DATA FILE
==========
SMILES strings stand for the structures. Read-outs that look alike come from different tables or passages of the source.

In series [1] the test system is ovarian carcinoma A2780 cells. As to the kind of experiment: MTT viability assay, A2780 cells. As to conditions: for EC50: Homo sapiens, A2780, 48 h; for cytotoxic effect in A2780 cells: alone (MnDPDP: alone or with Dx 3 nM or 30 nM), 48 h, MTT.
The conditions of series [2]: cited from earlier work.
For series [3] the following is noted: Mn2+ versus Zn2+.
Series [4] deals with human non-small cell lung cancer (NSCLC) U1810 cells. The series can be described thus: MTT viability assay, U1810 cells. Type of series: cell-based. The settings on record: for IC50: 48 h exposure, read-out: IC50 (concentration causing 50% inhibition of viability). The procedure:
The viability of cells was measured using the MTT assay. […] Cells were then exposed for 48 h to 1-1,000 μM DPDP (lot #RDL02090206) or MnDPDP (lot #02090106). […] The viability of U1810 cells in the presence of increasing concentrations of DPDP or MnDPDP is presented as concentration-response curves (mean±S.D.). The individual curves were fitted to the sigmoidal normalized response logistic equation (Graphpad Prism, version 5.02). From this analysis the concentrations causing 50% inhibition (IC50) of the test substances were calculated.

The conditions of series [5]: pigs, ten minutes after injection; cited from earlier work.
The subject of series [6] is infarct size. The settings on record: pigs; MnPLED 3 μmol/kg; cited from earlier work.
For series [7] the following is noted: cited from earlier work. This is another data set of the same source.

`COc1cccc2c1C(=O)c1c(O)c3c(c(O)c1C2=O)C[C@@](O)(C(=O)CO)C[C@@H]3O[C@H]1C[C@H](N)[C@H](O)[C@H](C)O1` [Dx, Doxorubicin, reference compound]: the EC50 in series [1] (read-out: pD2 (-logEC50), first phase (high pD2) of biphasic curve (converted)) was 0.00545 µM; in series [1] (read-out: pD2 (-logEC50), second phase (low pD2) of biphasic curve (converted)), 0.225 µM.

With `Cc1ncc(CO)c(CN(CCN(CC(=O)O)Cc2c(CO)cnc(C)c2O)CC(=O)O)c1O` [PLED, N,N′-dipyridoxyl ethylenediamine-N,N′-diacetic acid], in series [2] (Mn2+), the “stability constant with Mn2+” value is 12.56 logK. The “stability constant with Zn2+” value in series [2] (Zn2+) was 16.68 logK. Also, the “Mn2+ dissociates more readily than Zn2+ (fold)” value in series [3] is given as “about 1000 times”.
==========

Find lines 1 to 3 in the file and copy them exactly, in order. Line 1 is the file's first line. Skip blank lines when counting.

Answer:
SMILES strings stand for the structures. Read-outs that look alike come from different tables or passages of the source.

In series [1] the test system is ovarian carcinoma A2780 cells. As to the kind of experiment: MTT viability assay, A2780 cells. As to conditions: for EC50: Homo sapiens, A2780, 48 h; for cytotoxic effect in A2780 cells: alone (MnDPDP: alone or with Dx 3 nM or 30 nM), 48 h, MTT.
The conditions of series [2]: cited from earlier work.